(1) The independence of the Republic of Artsakh (Nagorno-Karabakh) has its authoritative legal basis under international law in the principle of the right of peoples to self-determination.
Its respect and implementation is expressly recognized as one of the goals of the United Nations (Art. 1 No. 2; Art. 55 UN Charter). The legal content of the principle is determined by the identically worded Article 1, Paragraph 1 of the two United Nations International Covenants of December 16, 1966, which came into force in 1976, on civil and political or economic, social and cultural rights. It consists in the “right of all peoples to decide freely and without outside interference about their political status and to shape their economic, social and cultural development”.
In 1970 the United Nations specified the power to freely decide on political status in the (fifth) principle of the “Principle of Equal Rights and Self-Determination of Peoples” of the Friendly Relations Declaration  with the recognition of the following “possibilities”:
- 1. Foundation of a sovereign and independent state;
- 2. Free association with an independent state;
- 3. Free integration into an independent state, and
- 4. Entry into another independent status freely determined by the people. The peoples’ right to self-determination has the quality of “compelling law” (ius cogens). It is one of the highest-ranking norms of international law. Treaties between states that contradict the principle are void.
(2) The principle of the peoples’ right to self-determination is, when it comes to the secession of a people from its parent state, in a legal tension with and in conflict with the international law principle of the sovereign equality of states (Art. 2 No. 1 UN Charter) and the associated principle of their territorial integrity (cf. Art. 2 No. 4 UN Charter). Both principles: the principle of the right to self-determination and the principle of sovereign equality of states, can each have a different, higher or lower weight depending on the specific political circumstances. This has legal implications for which of the two principles prevails over the other.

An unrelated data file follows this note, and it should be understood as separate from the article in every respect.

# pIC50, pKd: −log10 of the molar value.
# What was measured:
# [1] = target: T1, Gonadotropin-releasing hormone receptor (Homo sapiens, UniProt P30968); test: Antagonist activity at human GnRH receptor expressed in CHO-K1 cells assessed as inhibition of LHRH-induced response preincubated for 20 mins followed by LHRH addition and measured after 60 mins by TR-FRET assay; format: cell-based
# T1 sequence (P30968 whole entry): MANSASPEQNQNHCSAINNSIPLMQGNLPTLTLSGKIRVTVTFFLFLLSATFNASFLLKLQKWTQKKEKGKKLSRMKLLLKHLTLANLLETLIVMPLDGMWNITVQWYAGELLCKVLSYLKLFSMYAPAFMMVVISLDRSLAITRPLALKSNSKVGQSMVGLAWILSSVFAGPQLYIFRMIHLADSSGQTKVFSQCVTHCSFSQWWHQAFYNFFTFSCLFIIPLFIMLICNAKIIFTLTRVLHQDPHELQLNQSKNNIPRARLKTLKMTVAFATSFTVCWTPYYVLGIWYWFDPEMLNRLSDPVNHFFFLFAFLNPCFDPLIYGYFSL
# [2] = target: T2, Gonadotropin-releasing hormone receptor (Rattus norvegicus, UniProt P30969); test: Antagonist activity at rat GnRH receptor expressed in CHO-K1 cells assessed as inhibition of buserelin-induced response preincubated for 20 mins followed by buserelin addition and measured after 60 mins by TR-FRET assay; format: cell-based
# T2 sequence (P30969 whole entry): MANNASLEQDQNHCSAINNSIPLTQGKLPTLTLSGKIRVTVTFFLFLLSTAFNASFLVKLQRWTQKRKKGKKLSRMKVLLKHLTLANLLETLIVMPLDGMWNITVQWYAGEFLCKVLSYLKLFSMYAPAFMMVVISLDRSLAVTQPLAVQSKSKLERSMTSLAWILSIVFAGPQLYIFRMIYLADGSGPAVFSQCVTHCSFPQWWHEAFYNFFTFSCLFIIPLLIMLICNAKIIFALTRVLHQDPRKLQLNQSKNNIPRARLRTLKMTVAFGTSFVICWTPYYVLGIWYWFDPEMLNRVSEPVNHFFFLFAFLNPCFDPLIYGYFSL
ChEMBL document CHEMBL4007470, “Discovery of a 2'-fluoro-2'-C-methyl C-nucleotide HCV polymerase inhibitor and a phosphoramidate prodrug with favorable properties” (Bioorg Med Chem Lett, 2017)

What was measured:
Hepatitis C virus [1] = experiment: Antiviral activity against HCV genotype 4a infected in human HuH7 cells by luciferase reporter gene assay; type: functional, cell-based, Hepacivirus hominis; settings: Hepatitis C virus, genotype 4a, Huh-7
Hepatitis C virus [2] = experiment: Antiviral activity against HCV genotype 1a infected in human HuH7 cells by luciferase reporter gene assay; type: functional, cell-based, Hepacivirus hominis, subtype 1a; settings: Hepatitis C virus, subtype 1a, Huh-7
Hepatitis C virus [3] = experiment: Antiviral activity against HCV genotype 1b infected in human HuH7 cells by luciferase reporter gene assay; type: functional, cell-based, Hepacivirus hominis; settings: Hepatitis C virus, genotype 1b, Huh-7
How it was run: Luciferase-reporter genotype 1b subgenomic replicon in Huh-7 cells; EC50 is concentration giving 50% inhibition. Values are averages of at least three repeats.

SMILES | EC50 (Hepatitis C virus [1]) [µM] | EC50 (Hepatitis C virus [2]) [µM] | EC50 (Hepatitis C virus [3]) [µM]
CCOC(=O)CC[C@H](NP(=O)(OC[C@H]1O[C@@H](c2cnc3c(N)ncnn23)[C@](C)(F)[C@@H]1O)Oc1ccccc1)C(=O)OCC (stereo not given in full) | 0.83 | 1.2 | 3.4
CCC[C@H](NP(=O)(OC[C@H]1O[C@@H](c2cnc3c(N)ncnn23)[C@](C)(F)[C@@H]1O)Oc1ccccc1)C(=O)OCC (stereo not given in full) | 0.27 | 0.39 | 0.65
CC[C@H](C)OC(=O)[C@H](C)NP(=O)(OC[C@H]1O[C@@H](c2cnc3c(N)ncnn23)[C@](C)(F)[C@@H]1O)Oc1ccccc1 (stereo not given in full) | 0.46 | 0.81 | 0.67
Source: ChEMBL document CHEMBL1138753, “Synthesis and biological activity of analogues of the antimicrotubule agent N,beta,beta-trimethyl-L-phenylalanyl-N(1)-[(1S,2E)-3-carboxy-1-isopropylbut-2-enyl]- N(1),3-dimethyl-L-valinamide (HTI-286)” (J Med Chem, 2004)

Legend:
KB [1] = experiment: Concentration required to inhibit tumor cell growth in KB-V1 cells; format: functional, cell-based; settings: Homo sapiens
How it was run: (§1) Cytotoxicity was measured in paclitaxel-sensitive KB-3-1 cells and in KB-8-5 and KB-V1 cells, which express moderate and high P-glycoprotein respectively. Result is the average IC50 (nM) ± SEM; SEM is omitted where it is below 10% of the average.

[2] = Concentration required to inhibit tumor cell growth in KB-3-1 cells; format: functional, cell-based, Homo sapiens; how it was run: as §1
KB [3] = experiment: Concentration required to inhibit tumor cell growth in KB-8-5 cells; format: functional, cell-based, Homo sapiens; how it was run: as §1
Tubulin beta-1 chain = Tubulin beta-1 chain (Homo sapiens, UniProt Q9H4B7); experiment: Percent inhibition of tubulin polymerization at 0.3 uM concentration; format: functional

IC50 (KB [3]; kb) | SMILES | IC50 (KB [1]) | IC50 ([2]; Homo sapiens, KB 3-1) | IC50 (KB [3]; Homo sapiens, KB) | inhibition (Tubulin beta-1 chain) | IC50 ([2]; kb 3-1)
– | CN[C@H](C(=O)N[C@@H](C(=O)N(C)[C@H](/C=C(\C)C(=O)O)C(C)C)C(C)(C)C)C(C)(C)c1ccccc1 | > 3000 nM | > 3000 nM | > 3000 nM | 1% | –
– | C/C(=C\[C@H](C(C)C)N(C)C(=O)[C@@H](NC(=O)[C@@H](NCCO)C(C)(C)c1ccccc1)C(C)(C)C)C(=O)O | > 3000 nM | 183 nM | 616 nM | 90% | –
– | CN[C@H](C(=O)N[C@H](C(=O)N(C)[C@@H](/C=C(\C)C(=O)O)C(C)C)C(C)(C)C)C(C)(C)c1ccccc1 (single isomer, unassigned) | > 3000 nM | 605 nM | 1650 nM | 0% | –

(3) In the case of the Armenian Republic of Artsakh (Nagorno-Karabakh), the right of selfdetermination prevails over the sovereignty and territorial integrity of the Republic of Azerbaijan, because the Armenians, who founded the Republic of Artsakh (Nagorno-Karabakh) at the time of the Soviet Union, first of all fulfill the Criteria of a “people” in the sense of the
right to self-determination and they can, secondly, the highest form and level of the right to self-determination, i.e. claim the secession from the Republic of Azerbaijan and the establishment of its own (national) state.
(4) The recognition of the fact that the Armenians of Artsakh (Nagorno-Karabakh) have the quality and quality of a “people” in the sense of the right to self-determination is implied in the fact that in 1924 they received their own, autonomous territory within the Soviet Republic of
Azerbaijan In the “Nagorno-Karabakh Autonomous Region” bordering the Soviet Republic of Armenia, the Armenians formed the overwhelming majority with around 85 percent of the population. The Armenians in Nagorno-Karabakh did not lose the quality of a people in the sense of international law until the end of the USSR.
(5) The Armenians of the former “Nagorno-Karabakh Autonomous Region” had the right to form their own state, because they were entitled to secession from the Soviet Republic of Azerbaijan by virtue of international law and successfully carried out the secession in accordance with international law.
(6) According to the international law principle of the right to self-determination, a people is entitled to secession if, as a foreign ethnic group, it is so severely discriminated and suppressed by the parent state that the members of the people have political loyalty to the government and
remain in the foreign national mother state can no longer be expected. The so-called “remedial secession” is today a legal doctrine recognized by international law. 
It’s closely related to the UN concept of the “responsibility to protect”, which breaks with the traditional idea that the state and its rulers are entitled to deal with their citizens at will by virtue of state sovereignty.